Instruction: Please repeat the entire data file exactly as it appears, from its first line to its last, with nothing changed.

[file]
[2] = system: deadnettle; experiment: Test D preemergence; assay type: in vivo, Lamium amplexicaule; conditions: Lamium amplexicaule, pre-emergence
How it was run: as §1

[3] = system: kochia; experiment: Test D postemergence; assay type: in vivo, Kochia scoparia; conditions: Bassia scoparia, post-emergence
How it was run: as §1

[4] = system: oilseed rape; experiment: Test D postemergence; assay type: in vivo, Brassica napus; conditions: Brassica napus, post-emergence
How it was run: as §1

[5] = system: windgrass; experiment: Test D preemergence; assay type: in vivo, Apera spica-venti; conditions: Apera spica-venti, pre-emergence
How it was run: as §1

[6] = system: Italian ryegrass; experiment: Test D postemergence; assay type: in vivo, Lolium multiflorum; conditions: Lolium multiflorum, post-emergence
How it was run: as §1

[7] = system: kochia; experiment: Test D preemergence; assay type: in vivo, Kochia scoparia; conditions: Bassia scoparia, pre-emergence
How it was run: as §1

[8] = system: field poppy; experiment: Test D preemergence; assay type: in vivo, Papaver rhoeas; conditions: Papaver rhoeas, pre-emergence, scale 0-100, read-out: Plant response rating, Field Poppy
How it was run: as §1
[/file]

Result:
[2] = system: deadnettle; experiment: Test D preemergence; assay type: in vivo, Lamium amplexicaule; conditions: Lamium amplexicaule, pre-emergence
How it was run: as §1

[3] = system: kochia; experiment: Test D postemergence; assay type: in vivo, Kochia scoparia; conditions: Bassia scoparia, post-emergence
How it was run: as §1

[4] = system: oilseed rape; experiment: Test D postemergence; assay type: in vivo, Brassica napus; conditions: Brassica napus, post-emergence
How it was run: as §1

[5] = system: windgrass; experiment: Test D preemergence; assay type: in vivo, Apera spica-venti; conditions: Apera spica-venti, pre-emergence
How it was run: as §1

[6] = system: Italian ryegrass; experiment: Test D postemergence; assay type: in vivo, Lolium multiflorum; conditions: Lolium multiflorum, post-emergence
How it was run: as §1

[7] = system: kochia; experiment: Test D preemergence; assay type: in vivo, Kochia scoparia; conditions: Bassia scoparia, pre-emergence
How it was run: as §1

[8] = system: field poppy; experiment: Test D preemergence; assay type: in vivo, Papaver rhoeas; conditions: Papaver rhoeas, pre-emergence, scale 0-100, read-out: Plant response rating, Field Poppy
How it was run: as §1